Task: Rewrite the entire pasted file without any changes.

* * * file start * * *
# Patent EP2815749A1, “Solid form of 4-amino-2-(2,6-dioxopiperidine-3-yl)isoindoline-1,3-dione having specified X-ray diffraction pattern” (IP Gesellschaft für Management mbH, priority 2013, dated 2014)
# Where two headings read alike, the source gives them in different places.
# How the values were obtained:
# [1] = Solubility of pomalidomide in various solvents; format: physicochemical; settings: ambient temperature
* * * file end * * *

# Patent EP2815749A1, “Solid form of 4-amino-2-(2,6-dioxopiperidine-3-yl)isoindoline-1,3-dione having specified X-ray diffraction pattern” (IP Gesellschaft für Management mbH, priority 2013, dated 2014)
# Where two headings read alike, the source gives them in different places.
# How the values were obtained:
# [1] = Solubility of pomalidomide in various solvents; format: physicochemical; settings: ambient temperature